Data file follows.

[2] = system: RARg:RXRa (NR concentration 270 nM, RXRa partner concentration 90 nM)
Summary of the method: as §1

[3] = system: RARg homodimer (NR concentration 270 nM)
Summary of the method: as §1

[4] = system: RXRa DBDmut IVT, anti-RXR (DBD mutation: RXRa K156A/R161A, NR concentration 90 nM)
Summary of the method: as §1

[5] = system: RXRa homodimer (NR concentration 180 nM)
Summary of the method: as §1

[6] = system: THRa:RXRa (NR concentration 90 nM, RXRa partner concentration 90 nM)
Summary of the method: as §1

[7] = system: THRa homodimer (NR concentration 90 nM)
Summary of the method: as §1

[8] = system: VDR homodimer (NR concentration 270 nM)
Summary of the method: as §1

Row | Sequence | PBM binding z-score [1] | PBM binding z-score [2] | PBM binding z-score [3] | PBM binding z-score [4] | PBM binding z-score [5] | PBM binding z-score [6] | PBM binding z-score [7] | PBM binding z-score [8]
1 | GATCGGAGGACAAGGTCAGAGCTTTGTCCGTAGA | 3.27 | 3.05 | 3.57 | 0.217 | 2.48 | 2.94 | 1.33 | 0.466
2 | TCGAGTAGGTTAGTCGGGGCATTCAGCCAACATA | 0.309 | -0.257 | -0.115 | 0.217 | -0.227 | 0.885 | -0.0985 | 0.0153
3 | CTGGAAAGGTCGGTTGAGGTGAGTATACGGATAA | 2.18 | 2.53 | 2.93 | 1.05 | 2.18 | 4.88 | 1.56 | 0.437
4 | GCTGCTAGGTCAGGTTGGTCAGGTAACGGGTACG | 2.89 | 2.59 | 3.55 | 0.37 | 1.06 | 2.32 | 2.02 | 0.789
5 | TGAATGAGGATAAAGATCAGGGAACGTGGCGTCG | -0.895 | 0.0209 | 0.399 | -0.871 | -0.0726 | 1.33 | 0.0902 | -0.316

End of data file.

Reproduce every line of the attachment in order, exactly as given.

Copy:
[2] = system: RARg:RXRa (NR concentration 270 nM, RXRa partner concentration 90 nM)
Summary of the method: as §1

[3] = system: RARg homodimer (NR concentration 270 nM)
Summary of the method: as §1

[4] = system: RXRa DBDmut IVT, anti-RXR (DBD mutation: RXRa K156A/R161A, NR concentration 90 nM)
Summary of the method: as §1

[5] = system: RXRa homodimer (NR concentration 180 nM)
Summary of the method: as §1

[6] = system: THRa:RXRa (NR concentration 90 nM, RXRa partner concentration 90 nM)
Summary of the method: as §1

[7] = system: THRa homodimer (NR concentration 90 nM)
Summary of the method: as §1

[8] = system: VDR homodimer (NR concentration 270 nM)
Summary of the method: as §1

Row | Sequence | PBM binding z-score [1] | PBM binding z-score [2] | PBM binding z-score [3] | PBM binding z-score [4] | PBM binding z-score [5] | PBM binding z-score [6] | PBM binding z-score [7] | PBM binding z-score [8]
1 | GATCGGAGGACAAGGTCAGAGCTTTGTCCGTAGA | 3.27 | 3.05 | 3.57 | 0.217 | 2.48 | 2.94 | 1.33 | 0.466
2 | TCGAGTAGGTTAGTCGGGGCATTCAGCCAACATA | 0.309 | -0.257 | -0.115 | 0.217 | -0.227 | 0.885 | -0.0985 | 0.0153
3 | CTGGAAAGGTCGGTTGAGGTGAGTATACGGATAA | 2.18 | 2.53 | 2.93 | 1.05 | 2.18 | 4.88 | 1.56 | 0.437
4 | GCTGCTAGGTCAGGTTGGTCAGGTAACGGGTACG | 2.89 | 2.59 | 3.55 | 0.37 | 1.06 | 2.32 | 2.02 | 0.789
5 | TGAATGAGGATAAAGATCAGGGAACGTGGCGTCG | -0.895 | 0.0209 | 0.399 | -0.871 | -0.0726 | 1.33 | 0.0902 | -0.316